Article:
Much like Connor.
Assassin’s Creed 3 is nothing short of divisive, with some applauding the drastic move away from Ezio Auditore da Firenze and Italy and others loathing the stoic Connor Kenway and snow-filled vistas of North America. Regardless, Assassin’s Creed 3 Remastered is available now and provides the chance to once again jump into the Animus and control Ratonhnhaké:ton during the American Revolution.
This remastered affair has pros and cons. Multiplayer has been removed entirely, though the game’s DLC — Benedict Arnold Missions, Hidden Secrets and the Tyranny of King Washington — are all included and incorporated into Achievements and Trophies. Also included in the bundle is an adventure with the franchise’s first playable assassin, Aveline, thanks to Assassin’s Creed 3 Liberation (and its corresponding Achievements and Trophies).
Compared to Ezio’s offerings in the franchise, Assassin’s Creed 3 tried to bring a lot of new functionality into the mix, though with mixed results. While most credit Assassin’s Creed IV: Black Flag for the franchise’s iconic naval battles, they actually appeared first in Assassin’s Creed 3. Connor’s adventures also began, in my mind, a welcome change in traversal mechanics with the ability to scale up and through trees and over rocks — a necessity, considering the general lack of tall buildings in Connor’s neck of the woods.
That’s the good stuff. On the other hand, the game’s biggest misstep comes by starting off with Connor’s father for a ridiculously long period of time. Haytham Kenway is incredibly charismatic, making his son Connor seem rather bland in comparison. Equally as frustrating is Assassin’s Creed 3‘s continuation of the incredibly vague, apocalyptic present-day story revolved around protagonist Demond Miles. While I longed for a proper resolution at the time, I’m still left confused as to what happened in the end and applaud Ubisoft’s current decision to largely leave present-day stuff alone. On the plus side here though, you do get a lovely performance from Star Trek‘s Q himself, John De Lancie.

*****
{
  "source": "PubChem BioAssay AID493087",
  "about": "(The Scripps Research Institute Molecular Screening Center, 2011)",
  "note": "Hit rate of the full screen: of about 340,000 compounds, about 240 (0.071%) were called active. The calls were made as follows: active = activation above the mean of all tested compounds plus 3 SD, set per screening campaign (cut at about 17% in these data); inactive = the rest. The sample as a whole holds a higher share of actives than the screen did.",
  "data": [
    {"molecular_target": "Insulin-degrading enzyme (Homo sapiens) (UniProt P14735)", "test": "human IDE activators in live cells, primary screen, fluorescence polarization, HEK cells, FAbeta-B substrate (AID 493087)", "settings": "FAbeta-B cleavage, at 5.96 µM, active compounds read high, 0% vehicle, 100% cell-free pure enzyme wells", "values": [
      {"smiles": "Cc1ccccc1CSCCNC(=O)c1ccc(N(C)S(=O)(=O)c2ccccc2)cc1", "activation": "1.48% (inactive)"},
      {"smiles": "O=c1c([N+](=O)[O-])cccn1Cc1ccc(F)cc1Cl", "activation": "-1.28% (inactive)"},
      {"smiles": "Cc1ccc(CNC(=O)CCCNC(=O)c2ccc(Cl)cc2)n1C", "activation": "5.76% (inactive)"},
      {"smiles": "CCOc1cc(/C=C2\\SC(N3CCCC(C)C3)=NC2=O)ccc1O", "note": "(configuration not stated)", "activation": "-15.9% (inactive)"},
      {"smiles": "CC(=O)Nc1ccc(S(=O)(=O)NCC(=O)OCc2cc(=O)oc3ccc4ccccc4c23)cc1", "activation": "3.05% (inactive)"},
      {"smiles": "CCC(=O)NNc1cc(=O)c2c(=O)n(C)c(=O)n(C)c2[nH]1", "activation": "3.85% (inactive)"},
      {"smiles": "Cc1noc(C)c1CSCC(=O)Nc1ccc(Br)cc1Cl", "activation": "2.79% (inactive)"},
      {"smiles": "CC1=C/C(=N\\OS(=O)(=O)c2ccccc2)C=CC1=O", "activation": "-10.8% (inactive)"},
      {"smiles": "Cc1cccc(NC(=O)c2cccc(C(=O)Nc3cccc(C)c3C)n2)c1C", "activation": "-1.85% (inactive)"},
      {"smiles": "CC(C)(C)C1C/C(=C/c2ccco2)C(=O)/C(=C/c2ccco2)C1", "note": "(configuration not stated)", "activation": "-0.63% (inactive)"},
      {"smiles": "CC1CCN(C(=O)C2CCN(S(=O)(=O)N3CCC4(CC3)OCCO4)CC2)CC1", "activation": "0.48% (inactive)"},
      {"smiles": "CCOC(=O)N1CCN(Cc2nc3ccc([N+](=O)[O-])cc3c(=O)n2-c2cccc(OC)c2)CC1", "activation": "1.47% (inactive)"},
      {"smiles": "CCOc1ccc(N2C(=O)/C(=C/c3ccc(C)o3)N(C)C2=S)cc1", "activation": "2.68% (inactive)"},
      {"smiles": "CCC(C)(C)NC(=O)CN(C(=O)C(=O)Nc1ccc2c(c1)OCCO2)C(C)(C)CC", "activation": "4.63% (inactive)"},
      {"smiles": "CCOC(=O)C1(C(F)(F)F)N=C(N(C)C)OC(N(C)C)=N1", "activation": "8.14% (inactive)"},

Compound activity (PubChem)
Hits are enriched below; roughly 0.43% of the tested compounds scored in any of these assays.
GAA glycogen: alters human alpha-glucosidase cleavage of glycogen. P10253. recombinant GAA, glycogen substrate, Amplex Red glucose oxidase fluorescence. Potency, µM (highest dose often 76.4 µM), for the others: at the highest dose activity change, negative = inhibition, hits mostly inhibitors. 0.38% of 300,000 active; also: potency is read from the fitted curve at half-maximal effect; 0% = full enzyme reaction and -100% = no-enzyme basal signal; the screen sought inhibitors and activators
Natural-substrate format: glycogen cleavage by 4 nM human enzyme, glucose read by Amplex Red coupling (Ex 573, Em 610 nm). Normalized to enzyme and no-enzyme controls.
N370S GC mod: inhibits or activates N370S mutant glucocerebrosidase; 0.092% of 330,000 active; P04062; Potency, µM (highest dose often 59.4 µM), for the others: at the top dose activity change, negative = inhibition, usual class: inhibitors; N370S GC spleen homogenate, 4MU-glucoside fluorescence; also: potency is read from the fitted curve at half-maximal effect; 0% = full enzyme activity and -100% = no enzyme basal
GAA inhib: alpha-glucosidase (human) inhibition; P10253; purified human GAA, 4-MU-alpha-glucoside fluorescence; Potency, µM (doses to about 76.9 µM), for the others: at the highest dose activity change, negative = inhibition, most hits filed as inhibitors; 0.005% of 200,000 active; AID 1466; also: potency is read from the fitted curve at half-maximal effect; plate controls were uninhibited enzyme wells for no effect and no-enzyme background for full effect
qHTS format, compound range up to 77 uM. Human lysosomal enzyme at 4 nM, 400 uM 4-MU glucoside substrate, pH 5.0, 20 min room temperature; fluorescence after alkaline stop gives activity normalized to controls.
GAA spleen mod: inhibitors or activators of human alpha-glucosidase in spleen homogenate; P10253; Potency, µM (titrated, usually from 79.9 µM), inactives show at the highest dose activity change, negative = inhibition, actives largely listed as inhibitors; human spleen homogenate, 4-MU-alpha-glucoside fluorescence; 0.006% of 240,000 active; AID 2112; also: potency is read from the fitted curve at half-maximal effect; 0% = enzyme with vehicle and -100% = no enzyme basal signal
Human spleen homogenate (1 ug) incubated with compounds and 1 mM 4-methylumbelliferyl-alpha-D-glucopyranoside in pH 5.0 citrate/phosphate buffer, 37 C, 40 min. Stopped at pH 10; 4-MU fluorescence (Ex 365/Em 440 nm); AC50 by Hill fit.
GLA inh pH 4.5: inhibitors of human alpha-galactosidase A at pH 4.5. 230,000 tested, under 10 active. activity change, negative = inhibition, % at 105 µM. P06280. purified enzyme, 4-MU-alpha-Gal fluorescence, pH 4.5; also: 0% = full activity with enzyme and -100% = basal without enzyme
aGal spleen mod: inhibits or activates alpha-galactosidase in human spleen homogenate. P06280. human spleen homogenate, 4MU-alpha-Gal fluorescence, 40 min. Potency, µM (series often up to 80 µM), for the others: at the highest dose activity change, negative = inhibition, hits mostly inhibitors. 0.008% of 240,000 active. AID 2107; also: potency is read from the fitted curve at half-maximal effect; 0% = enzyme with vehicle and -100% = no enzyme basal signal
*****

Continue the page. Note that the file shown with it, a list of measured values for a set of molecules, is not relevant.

Assassin’s Creed 3 also added hunting to the mix, borrowing from Red Dead Redemption and stressing just how important the act was for one’s survival (and pocketbook) at the time. While it does make logical sense, the act of hunting is more frustrating than enjoyable, with those improved (yet still borked) traversal mechanics making a rabbit almost impossible to catch at times.
In terms of next-gen improvements, Remastered now allows Connor the ability to aim ranged weapons freely, as in Black Flag and Rogue Remastered. The release also makes use of physics-based lighting and native 4K resolution scaling on supported platforms. All considered, we’re basically sticking with the same review score we gave Assassin’s Creed 3 back in 2012. It’s a good game with equal parts brilliance and head-scratching stupidity, though definitely fun to muck around in. We’d recommend this only to those who have access as part of Assassin’s Creed: Odyssey‘s Season Pass; it’s a bit pricey otherwise.
For further reading
- Assassin’s Creed 3 review (2012)
- Assassin’s Creed 3: Liberation review (2012)
- Assassin’s Creed 3: Liberation HD review (2014)
Assassin’s Creed 3 Remastered was reviewed on Xbox One, as provided by the publisher. Click here to learn more about Stevivor’s scoring scale.